Hampshire family fall foul of post-Brexit passport rule – BBC

A family have lost £3,000 on a holiday after the mum was not allowed to board a flight due to a post-Brexit rule for entry to a group of European countries.
Nina Gurd was told her passport, which expires in February, was not valid for travel to Portugal.
She went to the airport confident she had more than the required three months before the expiry date, which had been extended when she renewed her passport.
But she was told the expiry date was irrelevant, she explained to the BBC.
"The lady at Bournemouth Airport said it needs to be within 10 years of the issue date," she explained.
Mrs Gurd's passport was originally issued on 29 May 2012, meaning it would have been due to expire next month.
But she renewed it early and another nine months were added, giving it a new expiry date of 28 February 2023.
Mrs Gurd, her husband John and their three sons Jack, Harry and Charlie, were forced to return to their home in Botley, Hampshire, on 15 April, missing out on their holiday in the Algarve.
Mr Gurd said: "When we were booking our holiday, we were only ever asked for our passport numbers and the expiry dates, nothing else.
"But the expiry date is apparently meaningless."
Portugal is one of 26 European countries within the Schengen Area of free movement.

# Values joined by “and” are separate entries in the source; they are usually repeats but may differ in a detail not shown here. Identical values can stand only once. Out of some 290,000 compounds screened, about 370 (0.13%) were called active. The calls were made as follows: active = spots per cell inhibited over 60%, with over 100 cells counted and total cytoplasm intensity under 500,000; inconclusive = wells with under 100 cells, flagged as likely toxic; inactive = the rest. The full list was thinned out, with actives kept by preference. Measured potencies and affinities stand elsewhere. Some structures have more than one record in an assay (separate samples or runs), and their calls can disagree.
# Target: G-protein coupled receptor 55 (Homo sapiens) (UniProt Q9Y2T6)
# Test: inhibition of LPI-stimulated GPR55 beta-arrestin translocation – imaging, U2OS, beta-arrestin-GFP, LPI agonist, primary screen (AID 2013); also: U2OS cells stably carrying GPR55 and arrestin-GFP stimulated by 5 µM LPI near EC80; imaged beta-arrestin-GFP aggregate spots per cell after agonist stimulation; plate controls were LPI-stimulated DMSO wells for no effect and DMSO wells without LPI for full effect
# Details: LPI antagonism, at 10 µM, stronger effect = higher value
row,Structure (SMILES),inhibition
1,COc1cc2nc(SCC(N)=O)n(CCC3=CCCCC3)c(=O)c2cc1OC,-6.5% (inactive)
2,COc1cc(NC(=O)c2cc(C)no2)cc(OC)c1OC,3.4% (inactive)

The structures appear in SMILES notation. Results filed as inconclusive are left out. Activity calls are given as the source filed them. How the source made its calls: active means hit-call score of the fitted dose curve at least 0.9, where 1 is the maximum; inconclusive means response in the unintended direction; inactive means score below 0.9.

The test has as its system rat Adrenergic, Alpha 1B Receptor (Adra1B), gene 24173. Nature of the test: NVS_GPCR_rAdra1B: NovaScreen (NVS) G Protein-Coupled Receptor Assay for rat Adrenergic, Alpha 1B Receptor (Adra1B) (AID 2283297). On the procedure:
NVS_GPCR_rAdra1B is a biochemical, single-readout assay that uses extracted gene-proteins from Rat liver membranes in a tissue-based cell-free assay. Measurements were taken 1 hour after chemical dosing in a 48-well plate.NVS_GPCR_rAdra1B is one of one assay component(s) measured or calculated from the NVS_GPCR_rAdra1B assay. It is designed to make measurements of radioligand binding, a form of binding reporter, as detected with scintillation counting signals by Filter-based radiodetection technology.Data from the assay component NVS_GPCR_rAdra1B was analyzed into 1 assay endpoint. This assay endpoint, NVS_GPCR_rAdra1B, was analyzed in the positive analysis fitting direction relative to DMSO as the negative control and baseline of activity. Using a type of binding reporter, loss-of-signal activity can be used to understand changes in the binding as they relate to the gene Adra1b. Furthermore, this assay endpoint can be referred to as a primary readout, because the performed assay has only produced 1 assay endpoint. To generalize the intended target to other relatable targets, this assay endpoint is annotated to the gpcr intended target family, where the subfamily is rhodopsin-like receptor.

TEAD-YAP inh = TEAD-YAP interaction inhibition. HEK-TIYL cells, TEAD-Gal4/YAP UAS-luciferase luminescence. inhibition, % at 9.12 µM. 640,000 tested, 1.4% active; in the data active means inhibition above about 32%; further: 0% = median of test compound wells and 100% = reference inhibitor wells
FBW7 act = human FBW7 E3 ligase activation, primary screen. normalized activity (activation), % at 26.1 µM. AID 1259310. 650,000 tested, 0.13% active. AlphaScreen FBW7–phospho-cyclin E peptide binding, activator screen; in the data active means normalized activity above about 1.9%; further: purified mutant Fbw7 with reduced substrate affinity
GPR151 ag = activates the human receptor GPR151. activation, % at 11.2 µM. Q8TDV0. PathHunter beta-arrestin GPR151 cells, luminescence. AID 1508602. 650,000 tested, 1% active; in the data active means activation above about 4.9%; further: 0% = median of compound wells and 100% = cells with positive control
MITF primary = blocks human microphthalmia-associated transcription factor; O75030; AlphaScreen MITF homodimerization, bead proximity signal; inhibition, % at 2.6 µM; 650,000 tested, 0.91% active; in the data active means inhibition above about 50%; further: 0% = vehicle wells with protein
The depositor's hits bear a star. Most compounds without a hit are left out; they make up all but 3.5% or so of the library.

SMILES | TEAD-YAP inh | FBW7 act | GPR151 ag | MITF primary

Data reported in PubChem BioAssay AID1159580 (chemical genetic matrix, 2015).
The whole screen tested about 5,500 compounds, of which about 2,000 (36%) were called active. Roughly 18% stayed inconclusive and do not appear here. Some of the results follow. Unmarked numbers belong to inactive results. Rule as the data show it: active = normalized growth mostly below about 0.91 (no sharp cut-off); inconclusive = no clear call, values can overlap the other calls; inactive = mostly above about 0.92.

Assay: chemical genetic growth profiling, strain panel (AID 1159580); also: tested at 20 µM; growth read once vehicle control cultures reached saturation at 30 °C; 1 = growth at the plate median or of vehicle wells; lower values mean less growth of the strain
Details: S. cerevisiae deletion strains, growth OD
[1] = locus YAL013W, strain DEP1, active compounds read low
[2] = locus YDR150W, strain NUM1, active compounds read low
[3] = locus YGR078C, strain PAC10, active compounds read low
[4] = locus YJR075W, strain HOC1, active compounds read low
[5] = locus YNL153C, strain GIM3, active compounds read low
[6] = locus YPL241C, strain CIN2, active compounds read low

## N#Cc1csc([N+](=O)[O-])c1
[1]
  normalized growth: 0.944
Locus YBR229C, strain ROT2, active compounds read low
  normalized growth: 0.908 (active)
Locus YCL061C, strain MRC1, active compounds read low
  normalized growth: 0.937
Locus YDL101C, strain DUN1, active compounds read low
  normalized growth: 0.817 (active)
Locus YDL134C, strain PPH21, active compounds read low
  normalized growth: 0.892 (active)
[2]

Prior to Brexit, travellers from the UK could travel within the area without border controls as the country was a member of the European Union, although Britain was not part of the Schengen Agreement.
Now some EU countries in the Schengen Area are insisting passports must be no more than 10 years old from the point of issue. Once the three-month expiry buffer is taken into account, a passport needs to have been issued no more than nine years and nine months ago.
The Foreign, Commonwealth and Development Office told the BBC that the advice published on its website has, for several years, warned travellers they may face problems if they have a passport that lasts longer than 10 years.
But Mr Gurd said the advice was "all incredibly vague".
"Given there is this new rule, it should be easy enough for the government, travel companies and airlines to ask the right questions. It should be being flagged," he added.
"We've got to get the message out there that actually the expiry date on your passport is meaningless."
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